Pamplona Running of the Bulls 2015: Peta brands men gored as 'mostly drunk' and 'idiots'

It said the people who are injured during the display of 'human cruelty and idiocy' were volunteers- unlike the bulls

Caroline Mortimer@cjmortimer
Thursday 09 July 2015 05:24
The 2015 Running of the Bulls in Pamplona, Spain
The 2015 Running of the Bulls in Pamplona, Spain

The 13 people hurt in the controversial Running of the Bulls festival in Spain are "mostly drunken men" and taking part is "idiocy", says a leading animal rights charity.

Three men were gored and a further 10 were taken to hospital in the city after taking part in the notorious festival which sees participants running through the streets wearing white clothes and red scarves while being chased by six bulls.

Speaking to The Independent, Peta's director Mimi Bekhechi, called the festival a “shameful, barbaric spectacle” and said: “People who are gored during this display of human cruelty and idiocy have voluntarily chosen to participate, unlike the bulls, who have no choice in the matter and never make it out alive.”

According to Peta, the bulls chosen to take part are often held in “small, dark enclosures overnight” and are forced into the street using electric shock prods.

“As the bulls try to get their bearings after being momentarily blinded by the sunlight, runners hit them with rolled-up newspapers and other objects.” Ms Bekhechi said “It's no secret that the animals panic, literally run for their lives and often lose their footing and slam into walls, sometimes breaking bones and otherwise injuring themselves, or into people in their desperate attempt to flee from their attackers.”

When they do make it to the bullring at the end of the course they are “tormented” and “eventually stabbed to death”.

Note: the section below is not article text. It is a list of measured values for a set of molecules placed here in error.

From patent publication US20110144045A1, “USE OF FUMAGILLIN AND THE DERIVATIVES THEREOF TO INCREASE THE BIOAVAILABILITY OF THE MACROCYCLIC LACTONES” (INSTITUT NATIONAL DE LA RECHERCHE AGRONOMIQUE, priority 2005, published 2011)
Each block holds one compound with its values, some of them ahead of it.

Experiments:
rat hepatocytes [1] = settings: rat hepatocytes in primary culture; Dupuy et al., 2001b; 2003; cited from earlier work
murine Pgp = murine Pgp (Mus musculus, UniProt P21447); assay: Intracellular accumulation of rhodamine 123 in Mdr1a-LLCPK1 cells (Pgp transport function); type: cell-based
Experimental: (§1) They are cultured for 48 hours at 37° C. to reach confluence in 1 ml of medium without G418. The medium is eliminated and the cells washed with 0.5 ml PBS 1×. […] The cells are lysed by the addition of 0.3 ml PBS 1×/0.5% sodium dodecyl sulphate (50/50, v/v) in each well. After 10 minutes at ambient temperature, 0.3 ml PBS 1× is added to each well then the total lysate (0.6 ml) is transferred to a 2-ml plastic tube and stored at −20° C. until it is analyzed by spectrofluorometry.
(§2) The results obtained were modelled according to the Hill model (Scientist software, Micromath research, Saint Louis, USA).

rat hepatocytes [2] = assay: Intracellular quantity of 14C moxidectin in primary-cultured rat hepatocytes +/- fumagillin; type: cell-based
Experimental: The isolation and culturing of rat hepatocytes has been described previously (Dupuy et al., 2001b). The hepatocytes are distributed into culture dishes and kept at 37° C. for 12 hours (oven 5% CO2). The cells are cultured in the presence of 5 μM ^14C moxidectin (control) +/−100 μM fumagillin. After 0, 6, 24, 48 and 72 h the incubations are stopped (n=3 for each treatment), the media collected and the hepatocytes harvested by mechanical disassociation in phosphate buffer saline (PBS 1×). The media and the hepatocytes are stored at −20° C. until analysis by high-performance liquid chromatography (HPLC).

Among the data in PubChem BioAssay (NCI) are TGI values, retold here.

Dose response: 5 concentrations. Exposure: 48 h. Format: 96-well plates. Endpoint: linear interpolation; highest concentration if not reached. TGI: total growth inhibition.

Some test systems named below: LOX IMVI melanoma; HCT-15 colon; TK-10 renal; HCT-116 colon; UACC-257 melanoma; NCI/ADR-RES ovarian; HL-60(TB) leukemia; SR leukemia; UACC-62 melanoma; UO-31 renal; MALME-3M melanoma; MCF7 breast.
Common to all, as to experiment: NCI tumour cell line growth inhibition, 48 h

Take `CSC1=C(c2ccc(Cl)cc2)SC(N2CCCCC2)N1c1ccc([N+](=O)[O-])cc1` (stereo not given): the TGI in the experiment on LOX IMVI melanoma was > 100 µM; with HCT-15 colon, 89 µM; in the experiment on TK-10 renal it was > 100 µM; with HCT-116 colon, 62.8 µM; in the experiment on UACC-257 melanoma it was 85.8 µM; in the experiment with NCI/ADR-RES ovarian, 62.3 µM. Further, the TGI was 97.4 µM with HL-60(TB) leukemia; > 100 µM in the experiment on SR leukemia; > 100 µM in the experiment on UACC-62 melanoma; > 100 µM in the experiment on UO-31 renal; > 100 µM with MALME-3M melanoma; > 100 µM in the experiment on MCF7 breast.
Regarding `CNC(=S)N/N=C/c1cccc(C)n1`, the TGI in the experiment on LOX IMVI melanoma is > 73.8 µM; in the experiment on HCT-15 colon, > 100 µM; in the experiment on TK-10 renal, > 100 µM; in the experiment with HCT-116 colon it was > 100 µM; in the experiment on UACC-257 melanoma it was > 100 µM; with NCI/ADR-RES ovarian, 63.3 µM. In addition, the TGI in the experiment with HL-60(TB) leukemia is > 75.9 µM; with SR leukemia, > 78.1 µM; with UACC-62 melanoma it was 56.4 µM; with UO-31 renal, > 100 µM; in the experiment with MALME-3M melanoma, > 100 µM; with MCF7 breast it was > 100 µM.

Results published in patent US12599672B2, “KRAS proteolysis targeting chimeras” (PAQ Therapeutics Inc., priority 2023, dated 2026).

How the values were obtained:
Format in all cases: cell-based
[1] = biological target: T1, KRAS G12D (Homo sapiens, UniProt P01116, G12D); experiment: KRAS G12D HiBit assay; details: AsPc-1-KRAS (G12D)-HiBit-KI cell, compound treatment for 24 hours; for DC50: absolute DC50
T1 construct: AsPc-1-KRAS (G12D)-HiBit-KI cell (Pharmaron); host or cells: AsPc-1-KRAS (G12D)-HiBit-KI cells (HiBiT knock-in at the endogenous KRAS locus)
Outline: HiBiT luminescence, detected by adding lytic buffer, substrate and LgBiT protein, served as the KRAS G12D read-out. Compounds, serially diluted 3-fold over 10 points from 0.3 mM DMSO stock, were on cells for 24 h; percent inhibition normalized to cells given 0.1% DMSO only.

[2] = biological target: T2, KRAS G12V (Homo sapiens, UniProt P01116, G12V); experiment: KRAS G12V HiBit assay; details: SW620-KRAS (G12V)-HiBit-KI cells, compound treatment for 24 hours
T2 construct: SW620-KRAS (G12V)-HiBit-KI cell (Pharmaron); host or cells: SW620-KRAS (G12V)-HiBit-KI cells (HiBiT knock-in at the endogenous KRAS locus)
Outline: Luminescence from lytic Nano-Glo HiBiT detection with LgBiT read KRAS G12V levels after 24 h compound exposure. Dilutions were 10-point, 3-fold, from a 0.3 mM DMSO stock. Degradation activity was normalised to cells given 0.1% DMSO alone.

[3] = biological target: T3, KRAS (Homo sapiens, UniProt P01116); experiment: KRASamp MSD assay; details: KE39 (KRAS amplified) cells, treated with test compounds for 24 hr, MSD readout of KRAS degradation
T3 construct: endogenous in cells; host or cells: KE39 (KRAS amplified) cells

On Sunday, Peta activists staged a dramatic protest against the festival with 100 semi-naked people covered in red paint and wearing bull horns lying on the ground outside the Pamplona bullring.

Ms Bekhechi says the campaign against bullfighting events have picked up momentum with the sport being banned “in city after city” but the sport was awarded “special cultural status” by the Spanish parliament in 2013.

An Ipsos Mori poll last year showed that 75 per cent of Spaniards disapproved of public funds being used on bullfights and only 29 per cent approved of the support.

Separatist region Catalonia became the second region, after the Canary Islands in 1991, to formally banned the sport after numerous protests by animal rights groups but critics say the move was an attempt to distance themselves from the rest of mainland Spain.

Organisers have rejected claims that the festival is cruel saying the bull run is: “a mass gathering of people from all corners of the world where the partying, the fun and the joy of it all are the most outstanding ingredients.”

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